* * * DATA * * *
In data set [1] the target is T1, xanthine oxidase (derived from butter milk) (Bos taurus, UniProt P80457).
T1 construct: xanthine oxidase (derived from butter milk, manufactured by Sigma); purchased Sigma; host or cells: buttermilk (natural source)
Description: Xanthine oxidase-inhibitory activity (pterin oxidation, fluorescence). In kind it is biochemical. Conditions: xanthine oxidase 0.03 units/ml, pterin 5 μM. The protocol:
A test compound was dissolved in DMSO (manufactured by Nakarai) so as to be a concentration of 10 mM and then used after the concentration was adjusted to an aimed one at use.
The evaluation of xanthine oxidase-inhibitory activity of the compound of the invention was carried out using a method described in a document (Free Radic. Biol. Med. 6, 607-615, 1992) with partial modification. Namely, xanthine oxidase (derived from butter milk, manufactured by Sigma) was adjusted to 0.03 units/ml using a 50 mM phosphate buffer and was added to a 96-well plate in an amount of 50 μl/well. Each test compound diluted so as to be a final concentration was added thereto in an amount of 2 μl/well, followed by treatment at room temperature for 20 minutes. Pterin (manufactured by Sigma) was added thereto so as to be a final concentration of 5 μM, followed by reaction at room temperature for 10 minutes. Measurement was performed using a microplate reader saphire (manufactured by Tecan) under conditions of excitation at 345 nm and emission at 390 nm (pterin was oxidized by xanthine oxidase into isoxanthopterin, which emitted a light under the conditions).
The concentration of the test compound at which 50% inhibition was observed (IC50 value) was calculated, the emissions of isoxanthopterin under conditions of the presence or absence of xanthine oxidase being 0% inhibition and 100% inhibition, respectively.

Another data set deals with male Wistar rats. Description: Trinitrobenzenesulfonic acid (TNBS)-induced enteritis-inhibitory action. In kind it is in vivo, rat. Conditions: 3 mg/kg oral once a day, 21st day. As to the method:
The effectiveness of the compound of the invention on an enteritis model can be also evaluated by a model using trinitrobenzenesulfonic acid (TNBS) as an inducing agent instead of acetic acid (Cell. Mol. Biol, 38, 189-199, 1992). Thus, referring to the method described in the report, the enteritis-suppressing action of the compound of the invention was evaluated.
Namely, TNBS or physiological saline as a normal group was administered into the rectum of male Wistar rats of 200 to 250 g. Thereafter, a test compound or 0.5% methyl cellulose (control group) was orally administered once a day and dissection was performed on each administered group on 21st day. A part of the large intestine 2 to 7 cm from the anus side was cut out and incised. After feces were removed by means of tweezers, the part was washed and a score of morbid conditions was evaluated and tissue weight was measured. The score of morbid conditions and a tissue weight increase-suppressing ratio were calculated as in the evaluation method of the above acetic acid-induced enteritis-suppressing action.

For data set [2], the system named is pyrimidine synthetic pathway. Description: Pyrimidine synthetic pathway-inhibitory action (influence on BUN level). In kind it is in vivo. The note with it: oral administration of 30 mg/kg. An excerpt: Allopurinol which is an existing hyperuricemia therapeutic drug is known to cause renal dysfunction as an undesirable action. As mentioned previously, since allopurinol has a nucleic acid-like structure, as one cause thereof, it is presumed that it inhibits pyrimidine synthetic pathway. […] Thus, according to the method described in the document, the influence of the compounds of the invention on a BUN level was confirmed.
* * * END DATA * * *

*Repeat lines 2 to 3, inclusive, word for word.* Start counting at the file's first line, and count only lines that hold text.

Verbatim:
T1 construct: xanthine oxidase (derived from butter milk, manufactured by Sigma); purchased Sigma; host or cells: buttermilk (natural source)
Description: Xanthine oxidase-inhibitory activity (pterin oxidation, fluorescence). In kind it is biochemical. Conditions: xanthine oxidase 0.03 units/ml, pterin 5 μM. The protocol: